The invention also provides methods for altering the carbohydrate content/glycosylation pattern and/or decreasing the fucose content of immunoglycoproteins by growing the host cell in a volume of at least 750 mL, 1 L, 2 L, 3 L, 4 L, 5 L, 10 L, 15 L, 20 L or more of culture medium comprising a carbohydrate modifier, e.g., castanospermine, at a concentration that decreases the total fucose content and/or alters the glycosylation pattern of a composition of immunoglycoprotein molecules produced by the host cell. Exemplary final concentrations of carbohydrate modifiers, e.g., castanospermine, in the culture media are less than 800 μM, or less than 750, 700, 650, 600, 550, 500, 450, 400, 350, 300, 250, 200, 150, 125, 100, 90, 80, 70, 60, 50, 40, 30, 20, or 10 μM.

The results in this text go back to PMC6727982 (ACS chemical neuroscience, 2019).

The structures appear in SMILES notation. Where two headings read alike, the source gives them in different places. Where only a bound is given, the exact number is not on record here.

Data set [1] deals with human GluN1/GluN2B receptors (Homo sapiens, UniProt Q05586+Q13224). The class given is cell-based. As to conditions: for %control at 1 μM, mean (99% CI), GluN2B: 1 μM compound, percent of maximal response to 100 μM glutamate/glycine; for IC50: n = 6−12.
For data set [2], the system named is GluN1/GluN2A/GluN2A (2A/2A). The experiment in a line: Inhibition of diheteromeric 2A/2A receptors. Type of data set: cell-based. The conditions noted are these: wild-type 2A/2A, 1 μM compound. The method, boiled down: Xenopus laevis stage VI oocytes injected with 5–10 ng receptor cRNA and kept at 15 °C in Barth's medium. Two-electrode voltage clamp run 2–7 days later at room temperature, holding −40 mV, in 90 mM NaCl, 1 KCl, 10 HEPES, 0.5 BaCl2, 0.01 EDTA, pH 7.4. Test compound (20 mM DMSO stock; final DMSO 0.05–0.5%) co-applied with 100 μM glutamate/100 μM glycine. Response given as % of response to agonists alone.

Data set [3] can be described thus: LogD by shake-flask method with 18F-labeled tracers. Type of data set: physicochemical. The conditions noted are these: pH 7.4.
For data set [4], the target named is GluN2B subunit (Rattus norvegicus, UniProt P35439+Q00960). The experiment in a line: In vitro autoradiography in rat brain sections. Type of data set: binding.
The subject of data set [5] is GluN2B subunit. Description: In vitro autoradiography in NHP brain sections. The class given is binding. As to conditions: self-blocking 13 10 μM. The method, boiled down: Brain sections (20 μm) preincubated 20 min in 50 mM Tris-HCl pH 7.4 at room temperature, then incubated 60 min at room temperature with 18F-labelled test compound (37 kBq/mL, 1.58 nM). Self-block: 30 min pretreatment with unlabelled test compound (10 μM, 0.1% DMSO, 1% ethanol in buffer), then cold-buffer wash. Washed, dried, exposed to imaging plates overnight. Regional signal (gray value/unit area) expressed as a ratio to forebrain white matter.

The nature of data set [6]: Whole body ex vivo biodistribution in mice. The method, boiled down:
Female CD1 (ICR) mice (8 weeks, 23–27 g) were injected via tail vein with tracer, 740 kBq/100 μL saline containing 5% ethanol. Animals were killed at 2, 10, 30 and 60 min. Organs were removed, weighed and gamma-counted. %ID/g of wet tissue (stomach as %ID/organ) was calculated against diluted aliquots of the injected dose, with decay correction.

The relative effect on fucose content may also be modulated by altering the concentration or duration of the carbohydrate modifier, e.g., castanospermine, applied to the cell culture. The total fucose content of a composition may be expressed as the relative ratio or percentage of non-fucosylated immunoglycoprotein molecules to the total number of immunoglycoprotein molecules in a composition. Exemplary compositions contain at least 30%, 40%, 50%, 60%, 65%, 70%, 75%, 80%, 85%, 90%, 95% or more non-fucosylated molecules. The fucose content of an immunoglycoprotein composition produced by host cells treated with carbohydrate modifier, e.g., castanospermine, according to the invention will be reduced at least 2-fold, 3-fold, 4-fold, 5-fold, 6-fold, 7-fold, 8-fold, 9-fold or 10-fold or more compared to compositions produced by host cells not so treated.